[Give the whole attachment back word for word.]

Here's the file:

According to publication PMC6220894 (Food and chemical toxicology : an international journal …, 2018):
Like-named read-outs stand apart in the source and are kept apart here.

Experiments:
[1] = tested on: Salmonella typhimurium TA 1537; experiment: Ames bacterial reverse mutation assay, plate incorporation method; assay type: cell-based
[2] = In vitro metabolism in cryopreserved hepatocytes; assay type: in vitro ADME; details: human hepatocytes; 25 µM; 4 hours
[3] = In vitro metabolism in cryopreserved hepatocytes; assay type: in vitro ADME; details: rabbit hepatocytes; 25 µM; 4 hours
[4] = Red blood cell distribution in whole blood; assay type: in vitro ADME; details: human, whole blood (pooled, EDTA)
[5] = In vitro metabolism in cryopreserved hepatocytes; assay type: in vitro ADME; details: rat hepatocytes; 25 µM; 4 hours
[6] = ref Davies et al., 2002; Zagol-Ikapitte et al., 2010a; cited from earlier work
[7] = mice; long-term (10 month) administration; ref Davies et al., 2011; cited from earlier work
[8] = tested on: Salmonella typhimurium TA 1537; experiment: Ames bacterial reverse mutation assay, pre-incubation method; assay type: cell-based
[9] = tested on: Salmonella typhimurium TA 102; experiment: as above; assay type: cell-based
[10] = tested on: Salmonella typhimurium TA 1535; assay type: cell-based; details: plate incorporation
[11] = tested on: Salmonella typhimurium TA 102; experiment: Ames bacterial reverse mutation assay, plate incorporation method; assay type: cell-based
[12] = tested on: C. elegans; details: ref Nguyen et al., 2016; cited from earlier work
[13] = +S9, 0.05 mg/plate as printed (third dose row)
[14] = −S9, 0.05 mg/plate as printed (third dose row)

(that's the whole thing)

According to publication PMC6220894 (Food and chemical toxicology : an international journal …, 2018):
Like-named read-outs stand apart in the source and are kept apart here.

Experiments:
[1] = tested on: Salmonella typhimurium TA 1537; experiment: Ames bacterial reverse mutation assay, plate incorporation method; assay type: cell-based
[2] = In vitro metabolism in cryopreserved hepatocytes; assay type: in vitro ADME; details: human hepatocytes; 25 µM; 4 hours
[3] = In vitro metabolism in cryopreserved hepatocytes; assay type: in vitro ADME; details: rabbit hepatocytes; 25 µM; 4 hours
[4] = Red blood cell distribution in whole blood; assay type: in vitro ADME; details: human, whole blood (pooled, EDTA)
[5] = In vitro metabolism in cryopreserved hepatocytes; assay type: in vitro ADME; details: rat hepatocytes; 25 µM; 4 hours
[6] = ref Davies et al., 2002; Zagol-Ikapitte et al., 2010a; cited from earlier work
[7] = mice; long-term (10 month) administration; ref Davies et al., 2011; cited from earlier work
[8] = tested on: Salmonella typhimurium TA 1537; experiment: Ames bacterial reverse mutation assay, pre-incubation method; assay type: cell-based
[9] = tested on: Salmonella typhimurium TA 102; experiment: as above; assay type: cell-based
[10] = tested on: Salmonella typhimurium TA 1535; assay type: cell-based; details: plate incorporation
[11] = tested on: Salmonella typhimurium TA 102; experiment: Ames bacterial reverse mutation assay, plate incorporation method; assay type: cell-based
[12] = tested on: C. elegans; details: ref Nguyen et al., 2016; cited from earlier work
[13] = +S9, 0.05 mg/plate as printed (third dose row)
[14] = −S9, 0.05 mg/plate as printed (third dose row)